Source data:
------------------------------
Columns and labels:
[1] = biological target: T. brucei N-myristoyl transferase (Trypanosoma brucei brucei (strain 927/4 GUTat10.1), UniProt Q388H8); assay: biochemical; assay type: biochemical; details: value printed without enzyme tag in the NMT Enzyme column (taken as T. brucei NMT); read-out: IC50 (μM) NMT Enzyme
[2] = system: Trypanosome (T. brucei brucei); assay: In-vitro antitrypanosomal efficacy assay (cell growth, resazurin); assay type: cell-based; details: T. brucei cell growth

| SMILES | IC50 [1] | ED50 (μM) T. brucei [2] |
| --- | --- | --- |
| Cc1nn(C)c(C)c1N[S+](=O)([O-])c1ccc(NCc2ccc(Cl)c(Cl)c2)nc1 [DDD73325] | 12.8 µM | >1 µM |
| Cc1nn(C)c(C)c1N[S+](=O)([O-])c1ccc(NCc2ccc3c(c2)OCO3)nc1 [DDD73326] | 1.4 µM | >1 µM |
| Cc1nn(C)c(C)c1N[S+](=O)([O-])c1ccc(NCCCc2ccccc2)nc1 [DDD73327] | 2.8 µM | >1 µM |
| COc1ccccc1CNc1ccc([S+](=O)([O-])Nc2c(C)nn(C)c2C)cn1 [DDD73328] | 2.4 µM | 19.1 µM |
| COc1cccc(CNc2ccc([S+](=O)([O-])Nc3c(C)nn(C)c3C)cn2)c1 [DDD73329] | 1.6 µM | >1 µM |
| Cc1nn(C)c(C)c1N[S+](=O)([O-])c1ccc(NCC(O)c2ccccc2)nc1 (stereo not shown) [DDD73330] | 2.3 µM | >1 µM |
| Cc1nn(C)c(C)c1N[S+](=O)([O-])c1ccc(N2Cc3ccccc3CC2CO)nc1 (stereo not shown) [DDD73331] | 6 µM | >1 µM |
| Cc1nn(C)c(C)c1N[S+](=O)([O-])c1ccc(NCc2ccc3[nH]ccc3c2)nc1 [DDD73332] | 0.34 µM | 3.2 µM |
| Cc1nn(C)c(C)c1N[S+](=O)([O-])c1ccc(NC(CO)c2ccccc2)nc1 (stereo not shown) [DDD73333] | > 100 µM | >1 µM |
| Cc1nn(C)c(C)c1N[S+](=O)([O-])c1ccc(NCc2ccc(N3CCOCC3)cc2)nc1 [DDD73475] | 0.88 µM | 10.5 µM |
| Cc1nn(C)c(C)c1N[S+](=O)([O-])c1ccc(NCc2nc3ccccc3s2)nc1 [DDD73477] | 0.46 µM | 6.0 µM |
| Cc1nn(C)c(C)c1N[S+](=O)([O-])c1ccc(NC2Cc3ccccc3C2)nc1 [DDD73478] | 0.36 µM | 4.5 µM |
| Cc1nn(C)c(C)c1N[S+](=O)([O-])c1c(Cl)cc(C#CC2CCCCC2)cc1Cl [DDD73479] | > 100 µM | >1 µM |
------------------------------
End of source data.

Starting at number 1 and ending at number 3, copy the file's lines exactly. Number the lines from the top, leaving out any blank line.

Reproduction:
Columns and labels:
[1] = biological target: T. brucei N-myristoyl transferase (Trypanosoma brucei brucei (strain 927/4 GUTat10.1), UniProt Q388H8); assay: biochemical; assay type: biochemical; details: value printed without enzyme tag in the NMT Enzyme column (taken as T. brucei NMT); read-out: IC50 (μM) NMT Enzyme
[2] = system: Trypanosome (T. brucei brucei); assay: In-vitro antitrypanosomal efficacy assay (cell growth, resazurin); assay type: cell-based; details: T. brucei cell growth